(CNSNews.com) – Neo-Nazis and other white supremacists are going to discover that the Trump administration is “coming after them for any violations of the law,” Attorney General Jeff Sessions said on Monday.
Sessions, a recent target of Trump’s criticism, on Monday defended the president for making a “very strong statement” against the “hatred, violence, bigotry, racism, white supremacy” espoused at weekend rallies in Charlottesville, Virginia.
“Those things must be condemned in this country,” Sessions told NBC’s “Today” show. “They're totally unacceptable, and you can be sure that this Department of Justice in his (Trump’s) administration is going to take the most vigorous action to protect the right of people like Heather Heyer to protest against racism and bigotry.
“We're going to protect the right to assemble and march, and we're going to prosecute anybody to the full extent of the law that violates their ability do so, so, you can be sure of that,” Sessions added.
The white supremacists, including neo-Nazis and the KKK, had a permit to protest the removal of Confederate statues in public parks, but their protest attracted counter-protesters. One of those counter-protesters, 32-year-old Heather Heyer, was killed when a car driven by a young white man, apparently a white supremacist, rammed a crowded intersection.
CIA Director Mike Pompeo told CBS's "Face the Nation" on Sunday that the Justice Departent has opened a civil rights investigation into the car-ramming to "make a determination about whether it's appropriate to charge this as an act of terror." Pompeo said he is confident that DOJ "will investigate that with enormous rigor and get to the right outcome."
President Trump, meanwhile, is expected to say more about the Charlottesville violence on Monday, but some critics say it’s too late – he missed an opportunity to criticize the white supremacist groups by name when he spoke on Saturday.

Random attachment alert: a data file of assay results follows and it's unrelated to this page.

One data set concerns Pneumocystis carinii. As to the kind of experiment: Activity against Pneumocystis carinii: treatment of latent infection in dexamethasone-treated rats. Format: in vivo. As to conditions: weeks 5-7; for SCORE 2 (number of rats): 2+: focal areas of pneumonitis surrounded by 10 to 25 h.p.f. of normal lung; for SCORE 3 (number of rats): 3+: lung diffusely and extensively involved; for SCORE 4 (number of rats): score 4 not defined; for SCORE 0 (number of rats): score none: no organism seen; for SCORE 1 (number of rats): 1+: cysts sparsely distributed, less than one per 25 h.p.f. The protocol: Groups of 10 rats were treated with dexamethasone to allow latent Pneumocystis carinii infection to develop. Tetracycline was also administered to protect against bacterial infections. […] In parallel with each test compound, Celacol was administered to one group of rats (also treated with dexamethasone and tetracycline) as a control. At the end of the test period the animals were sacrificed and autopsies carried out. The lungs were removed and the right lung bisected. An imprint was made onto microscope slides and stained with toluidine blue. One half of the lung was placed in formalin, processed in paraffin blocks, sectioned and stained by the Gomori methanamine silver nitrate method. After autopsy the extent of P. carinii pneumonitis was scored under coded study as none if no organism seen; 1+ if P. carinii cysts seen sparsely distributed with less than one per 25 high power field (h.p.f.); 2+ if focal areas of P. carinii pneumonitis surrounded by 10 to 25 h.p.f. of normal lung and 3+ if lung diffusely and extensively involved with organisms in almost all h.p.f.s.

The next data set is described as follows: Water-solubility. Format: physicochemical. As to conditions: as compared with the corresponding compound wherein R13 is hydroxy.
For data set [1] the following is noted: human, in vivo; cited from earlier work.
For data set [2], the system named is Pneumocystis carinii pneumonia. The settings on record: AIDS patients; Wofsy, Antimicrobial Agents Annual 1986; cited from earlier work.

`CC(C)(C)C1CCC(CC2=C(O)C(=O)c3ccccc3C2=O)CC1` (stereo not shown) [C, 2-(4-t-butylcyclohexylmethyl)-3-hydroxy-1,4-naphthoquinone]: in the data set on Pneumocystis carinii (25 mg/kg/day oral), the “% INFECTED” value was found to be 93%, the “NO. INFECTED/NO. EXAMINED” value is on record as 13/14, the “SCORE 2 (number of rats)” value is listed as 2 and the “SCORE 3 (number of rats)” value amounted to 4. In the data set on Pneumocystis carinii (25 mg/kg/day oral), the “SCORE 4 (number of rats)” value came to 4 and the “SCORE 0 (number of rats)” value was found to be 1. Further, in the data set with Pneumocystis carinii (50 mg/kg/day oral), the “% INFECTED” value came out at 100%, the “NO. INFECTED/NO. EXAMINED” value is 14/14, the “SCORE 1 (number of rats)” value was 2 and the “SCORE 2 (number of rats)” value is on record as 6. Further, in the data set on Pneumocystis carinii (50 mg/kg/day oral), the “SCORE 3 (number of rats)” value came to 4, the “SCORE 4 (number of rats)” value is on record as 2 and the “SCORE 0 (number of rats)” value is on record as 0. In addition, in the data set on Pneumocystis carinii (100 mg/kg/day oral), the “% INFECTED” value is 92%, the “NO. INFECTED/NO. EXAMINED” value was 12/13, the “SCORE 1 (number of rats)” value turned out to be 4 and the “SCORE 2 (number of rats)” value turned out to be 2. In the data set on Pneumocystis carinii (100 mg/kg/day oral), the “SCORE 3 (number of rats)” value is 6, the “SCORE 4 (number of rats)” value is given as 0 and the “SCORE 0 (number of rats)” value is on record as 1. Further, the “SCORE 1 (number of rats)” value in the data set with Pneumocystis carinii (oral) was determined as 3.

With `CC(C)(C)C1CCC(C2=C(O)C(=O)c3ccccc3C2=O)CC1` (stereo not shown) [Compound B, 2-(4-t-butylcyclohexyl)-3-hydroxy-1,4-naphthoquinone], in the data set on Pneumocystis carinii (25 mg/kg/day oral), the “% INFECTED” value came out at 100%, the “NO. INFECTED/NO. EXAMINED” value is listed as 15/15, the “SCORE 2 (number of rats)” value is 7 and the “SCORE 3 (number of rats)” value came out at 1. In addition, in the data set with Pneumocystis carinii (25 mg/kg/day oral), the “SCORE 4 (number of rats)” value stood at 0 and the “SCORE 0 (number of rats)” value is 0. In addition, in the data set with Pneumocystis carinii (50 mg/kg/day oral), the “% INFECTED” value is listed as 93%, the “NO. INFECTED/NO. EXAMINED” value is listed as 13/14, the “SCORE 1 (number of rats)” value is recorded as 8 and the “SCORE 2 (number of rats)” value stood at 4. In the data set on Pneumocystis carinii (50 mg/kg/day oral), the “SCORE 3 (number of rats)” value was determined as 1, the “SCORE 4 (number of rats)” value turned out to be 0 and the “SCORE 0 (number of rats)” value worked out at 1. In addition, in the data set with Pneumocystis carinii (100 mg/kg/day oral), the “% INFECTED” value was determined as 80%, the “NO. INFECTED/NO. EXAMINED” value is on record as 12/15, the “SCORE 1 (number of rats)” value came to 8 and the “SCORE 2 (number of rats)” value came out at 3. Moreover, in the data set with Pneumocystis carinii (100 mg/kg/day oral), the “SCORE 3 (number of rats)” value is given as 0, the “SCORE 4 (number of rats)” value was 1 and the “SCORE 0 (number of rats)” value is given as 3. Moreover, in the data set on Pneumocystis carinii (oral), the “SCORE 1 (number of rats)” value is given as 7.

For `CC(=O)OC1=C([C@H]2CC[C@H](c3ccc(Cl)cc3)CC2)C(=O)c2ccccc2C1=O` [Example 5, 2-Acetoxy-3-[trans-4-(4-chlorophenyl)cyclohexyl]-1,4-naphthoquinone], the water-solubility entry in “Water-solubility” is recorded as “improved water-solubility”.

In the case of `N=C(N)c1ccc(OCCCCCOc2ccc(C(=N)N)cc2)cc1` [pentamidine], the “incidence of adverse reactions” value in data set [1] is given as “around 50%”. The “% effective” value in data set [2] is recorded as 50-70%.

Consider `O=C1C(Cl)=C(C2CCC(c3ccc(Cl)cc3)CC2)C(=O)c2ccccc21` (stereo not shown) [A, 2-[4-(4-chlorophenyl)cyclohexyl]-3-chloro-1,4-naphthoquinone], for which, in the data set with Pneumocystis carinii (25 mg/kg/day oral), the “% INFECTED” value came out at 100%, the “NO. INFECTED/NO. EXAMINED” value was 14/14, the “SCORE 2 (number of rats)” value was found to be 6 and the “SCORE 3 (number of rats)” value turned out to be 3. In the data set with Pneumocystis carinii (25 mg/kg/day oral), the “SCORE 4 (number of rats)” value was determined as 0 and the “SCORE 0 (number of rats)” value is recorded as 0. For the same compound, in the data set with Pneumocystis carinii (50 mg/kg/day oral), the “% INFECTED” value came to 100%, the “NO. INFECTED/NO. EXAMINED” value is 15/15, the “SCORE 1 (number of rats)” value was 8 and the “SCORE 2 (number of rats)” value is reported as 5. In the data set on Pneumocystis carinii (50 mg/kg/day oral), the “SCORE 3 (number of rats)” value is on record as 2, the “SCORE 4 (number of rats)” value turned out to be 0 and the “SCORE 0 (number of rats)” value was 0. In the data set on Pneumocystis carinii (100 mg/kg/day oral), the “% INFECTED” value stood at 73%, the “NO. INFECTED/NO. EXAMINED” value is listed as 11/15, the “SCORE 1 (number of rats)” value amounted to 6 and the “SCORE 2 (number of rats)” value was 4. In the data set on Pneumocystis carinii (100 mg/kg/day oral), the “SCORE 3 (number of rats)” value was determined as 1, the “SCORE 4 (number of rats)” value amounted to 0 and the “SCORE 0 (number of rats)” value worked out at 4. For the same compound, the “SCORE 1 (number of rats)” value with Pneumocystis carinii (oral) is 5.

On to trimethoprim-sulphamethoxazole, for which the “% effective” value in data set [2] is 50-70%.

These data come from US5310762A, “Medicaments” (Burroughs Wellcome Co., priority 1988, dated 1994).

“We condemn in the strongest possible terms this egregious display of hatred, bigotry and violence -- on many sides, on many sides,” Trump said at a press conference on Saturday afternoon. “It’s been going on for a long time in our country -- not Donald Trump, not Barack Obama -- it’s been going on for a long, long time.”
Trump’s suggestion that “hatred, bigotry and violence” exists on “many sides” offended some Americans. On Monday, “Today” anchor Samantha Guthrie asked Sessions, “What are the other sides?”
Sessions replied, “Well, we've had violence around the country in any number of ways over decades. We've had these spasms of violence that are unacceptable in America.”
Sessions noted that Trump on Saturday said the problems have been going on for a long time: “He said what happened in Charlottesville is unacceptable. We need to find out what happened, that it's wrong, and we need to study it and see what, as a nation, we can do to be more effective against this kind of extremism -- and evil, really. I thought it was a pretty -- it was a good statement, delivered just a few hours after the event,” Sessions said.
As criticism against the president mounted, the White House on Sunday issued a statement explicitly calling out the neo-Nazis, the KKK “and all extremist groups.”
“Amazingly, Nazism remains alive after all the evil it has caused in the world, and so I think that we take this seriously,” Sessions said. “We go at it directly, morally, legally, politically, legitimately and any way possible to reject this kind of ideology that that causes division and hatred in America. It's just not part of our heritage.”
Sessions said he expects President Trump to speak about the violence later today.
“He will be speaking to the people today, I'm not sure what he'll say, that's my understanding. And he's been firm on this from the beginning. He is appalled by this.”